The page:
preseason, and had just six touches in the first half versus Villanova,
before taking to the sidelines in sweatpants in the second half of that
game. He did not play at all versus Maryland,
though was warming up on the sidelines when Brown first went down.
Addazio indicated after the game that Harris could have played,
but that the he didn't think it would have been "right."

Two weeks later, but hamstrings are naggy. We'll see.

While Penn State has been struggling on special teams, Temple has
not. North Penn's Brandon McManus has proven to be a pretty solid
special teams player by handling place kicking and punting duties for
the Owls. Too many times we overlook special teams (until
it costs a team a game), but how important is McManus and special teams
in a game like this weekend at Penn State?

Considering the low-scoring nature of the games over the last two years, special teams will be crucial.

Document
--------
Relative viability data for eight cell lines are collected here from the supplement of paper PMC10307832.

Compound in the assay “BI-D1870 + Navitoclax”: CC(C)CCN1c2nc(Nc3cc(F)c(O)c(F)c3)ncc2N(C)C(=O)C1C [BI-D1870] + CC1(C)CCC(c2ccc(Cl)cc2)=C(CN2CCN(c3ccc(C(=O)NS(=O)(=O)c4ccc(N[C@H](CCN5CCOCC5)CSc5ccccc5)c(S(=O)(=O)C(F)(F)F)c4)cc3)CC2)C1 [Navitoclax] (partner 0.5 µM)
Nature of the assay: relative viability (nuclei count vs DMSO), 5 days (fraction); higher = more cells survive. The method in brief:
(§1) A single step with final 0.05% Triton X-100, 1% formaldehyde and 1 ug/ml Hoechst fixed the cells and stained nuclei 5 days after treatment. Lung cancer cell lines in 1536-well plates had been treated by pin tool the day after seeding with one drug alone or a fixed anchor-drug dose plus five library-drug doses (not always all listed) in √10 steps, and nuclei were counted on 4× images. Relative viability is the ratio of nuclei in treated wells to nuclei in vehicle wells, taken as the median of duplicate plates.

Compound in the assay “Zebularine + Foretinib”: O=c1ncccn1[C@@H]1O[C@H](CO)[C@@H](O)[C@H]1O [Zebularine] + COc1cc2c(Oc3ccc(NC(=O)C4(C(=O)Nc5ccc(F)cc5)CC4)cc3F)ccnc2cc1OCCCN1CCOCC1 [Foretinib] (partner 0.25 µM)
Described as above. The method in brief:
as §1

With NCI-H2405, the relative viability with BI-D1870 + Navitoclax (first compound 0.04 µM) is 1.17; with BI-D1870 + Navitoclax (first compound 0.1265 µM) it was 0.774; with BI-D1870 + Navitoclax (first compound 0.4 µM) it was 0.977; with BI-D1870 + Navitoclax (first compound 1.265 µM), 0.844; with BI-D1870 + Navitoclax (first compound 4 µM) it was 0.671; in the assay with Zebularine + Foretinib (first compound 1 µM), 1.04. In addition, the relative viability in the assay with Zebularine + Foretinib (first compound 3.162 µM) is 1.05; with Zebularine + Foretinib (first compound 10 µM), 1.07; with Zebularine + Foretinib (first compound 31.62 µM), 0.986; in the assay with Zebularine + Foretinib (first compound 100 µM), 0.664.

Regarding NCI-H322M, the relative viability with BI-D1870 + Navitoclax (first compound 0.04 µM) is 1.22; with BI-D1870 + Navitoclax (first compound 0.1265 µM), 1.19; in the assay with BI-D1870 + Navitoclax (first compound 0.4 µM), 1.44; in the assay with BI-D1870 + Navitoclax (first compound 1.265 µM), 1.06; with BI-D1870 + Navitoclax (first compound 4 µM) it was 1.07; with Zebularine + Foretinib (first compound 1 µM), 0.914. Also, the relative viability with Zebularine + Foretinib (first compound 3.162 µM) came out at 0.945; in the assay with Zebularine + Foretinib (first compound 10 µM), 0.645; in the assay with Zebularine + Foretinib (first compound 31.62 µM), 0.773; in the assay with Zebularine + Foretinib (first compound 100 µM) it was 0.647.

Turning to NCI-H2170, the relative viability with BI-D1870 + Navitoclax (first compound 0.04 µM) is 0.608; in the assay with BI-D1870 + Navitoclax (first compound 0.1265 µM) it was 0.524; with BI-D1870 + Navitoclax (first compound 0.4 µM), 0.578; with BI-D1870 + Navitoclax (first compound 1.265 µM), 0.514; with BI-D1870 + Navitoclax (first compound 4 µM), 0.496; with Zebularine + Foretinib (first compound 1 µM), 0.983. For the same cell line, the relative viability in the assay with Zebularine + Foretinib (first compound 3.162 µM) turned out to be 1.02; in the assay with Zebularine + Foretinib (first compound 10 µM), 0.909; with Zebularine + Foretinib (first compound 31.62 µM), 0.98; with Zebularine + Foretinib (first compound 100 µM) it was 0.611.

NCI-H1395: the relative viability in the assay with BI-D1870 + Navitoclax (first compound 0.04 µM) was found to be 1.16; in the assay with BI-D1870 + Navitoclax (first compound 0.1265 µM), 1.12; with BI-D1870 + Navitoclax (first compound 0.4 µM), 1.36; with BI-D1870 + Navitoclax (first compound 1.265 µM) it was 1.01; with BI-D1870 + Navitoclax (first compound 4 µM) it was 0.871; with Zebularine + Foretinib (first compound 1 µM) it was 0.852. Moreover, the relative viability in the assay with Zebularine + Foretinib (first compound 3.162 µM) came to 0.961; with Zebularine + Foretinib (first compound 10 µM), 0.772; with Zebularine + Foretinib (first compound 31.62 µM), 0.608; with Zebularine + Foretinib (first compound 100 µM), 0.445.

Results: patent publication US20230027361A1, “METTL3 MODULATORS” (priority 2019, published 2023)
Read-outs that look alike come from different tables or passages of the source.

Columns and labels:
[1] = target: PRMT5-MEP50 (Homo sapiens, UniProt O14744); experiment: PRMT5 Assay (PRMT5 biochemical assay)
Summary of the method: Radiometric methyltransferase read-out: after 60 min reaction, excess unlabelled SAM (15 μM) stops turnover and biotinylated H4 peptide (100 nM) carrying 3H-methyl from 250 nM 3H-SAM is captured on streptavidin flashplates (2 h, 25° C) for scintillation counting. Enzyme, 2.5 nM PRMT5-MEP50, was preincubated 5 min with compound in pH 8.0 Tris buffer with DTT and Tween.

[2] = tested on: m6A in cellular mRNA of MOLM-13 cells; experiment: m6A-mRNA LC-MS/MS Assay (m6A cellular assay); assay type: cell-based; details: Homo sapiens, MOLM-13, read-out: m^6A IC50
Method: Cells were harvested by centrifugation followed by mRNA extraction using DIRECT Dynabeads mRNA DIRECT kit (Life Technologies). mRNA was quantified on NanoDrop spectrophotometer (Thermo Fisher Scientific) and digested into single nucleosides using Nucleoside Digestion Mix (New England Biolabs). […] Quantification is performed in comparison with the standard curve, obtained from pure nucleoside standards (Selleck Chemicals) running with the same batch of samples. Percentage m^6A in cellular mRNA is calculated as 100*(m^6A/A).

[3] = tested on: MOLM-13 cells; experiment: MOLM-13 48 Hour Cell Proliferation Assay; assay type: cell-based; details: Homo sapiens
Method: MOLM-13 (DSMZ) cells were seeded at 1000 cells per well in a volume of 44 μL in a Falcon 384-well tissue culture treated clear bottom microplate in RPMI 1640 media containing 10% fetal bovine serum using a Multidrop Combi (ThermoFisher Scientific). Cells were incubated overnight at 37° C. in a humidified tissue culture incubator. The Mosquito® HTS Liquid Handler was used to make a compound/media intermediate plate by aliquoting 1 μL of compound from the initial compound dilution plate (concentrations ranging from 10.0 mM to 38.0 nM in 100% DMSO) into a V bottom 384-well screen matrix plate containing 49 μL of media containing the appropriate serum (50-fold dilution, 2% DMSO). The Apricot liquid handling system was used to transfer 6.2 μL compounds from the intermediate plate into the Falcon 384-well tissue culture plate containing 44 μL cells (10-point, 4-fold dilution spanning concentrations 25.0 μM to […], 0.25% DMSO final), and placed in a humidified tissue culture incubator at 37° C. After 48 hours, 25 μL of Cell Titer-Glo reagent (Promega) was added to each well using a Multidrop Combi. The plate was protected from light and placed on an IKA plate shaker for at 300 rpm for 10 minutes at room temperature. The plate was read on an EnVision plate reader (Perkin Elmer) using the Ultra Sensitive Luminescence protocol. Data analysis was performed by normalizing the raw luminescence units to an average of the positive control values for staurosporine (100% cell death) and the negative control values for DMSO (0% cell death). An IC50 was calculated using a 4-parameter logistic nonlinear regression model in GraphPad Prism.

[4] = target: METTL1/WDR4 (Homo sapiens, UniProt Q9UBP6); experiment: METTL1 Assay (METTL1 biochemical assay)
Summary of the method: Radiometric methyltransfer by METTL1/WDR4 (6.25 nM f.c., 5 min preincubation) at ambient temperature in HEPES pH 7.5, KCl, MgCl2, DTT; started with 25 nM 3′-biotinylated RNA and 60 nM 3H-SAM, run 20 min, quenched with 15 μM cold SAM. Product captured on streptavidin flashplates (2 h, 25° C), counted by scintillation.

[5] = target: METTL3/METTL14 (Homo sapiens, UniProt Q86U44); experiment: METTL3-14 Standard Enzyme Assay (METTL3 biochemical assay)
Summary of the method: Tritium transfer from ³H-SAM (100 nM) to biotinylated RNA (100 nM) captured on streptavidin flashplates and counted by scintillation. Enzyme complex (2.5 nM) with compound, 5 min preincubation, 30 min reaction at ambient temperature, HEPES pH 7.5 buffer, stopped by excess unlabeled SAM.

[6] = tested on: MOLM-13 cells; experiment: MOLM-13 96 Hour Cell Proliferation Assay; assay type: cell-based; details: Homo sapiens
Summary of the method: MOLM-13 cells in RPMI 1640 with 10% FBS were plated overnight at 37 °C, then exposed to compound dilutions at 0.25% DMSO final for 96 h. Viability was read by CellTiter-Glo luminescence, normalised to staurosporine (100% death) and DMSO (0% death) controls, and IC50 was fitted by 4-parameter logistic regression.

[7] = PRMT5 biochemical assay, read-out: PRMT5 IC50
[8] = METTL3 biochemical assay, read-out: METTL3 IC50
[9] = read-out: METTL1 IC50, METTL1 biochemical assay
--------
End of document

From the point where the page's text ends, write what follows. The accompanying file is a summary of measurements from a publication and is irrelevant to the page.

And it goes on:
Flashback to before Sam Ficken, and Anthony Fera, who left Penn State
this summer for Texas, went 0 for 2 on field goal attempts versus Temple
last year. Then they called on Ficken, and he missed one himself.
They went 0 for 3 as a team. Of course, as
we discussed in Part 1, Penn State's four down territory has evidently
expanded under O'Brien.

Back to the original intent of your question, McManus is invaluable.
He's one of just eight kids in the country who handles all kicking
duties for his team. He has the leg to make the NFL as a kickoff
specialist, if not more.

Again, if this is a long, ugly, struggling game like it has been in the past, then
field position and converted field goals, and therefore McManus, will
be of the utmost importance.

I don't think it is too argumentative that the Penn State game is one
that Temple looks forward to every year, and that beating Penn State
would be a tremendous feat for the program as they continue to improve.
What will it take for this year to finally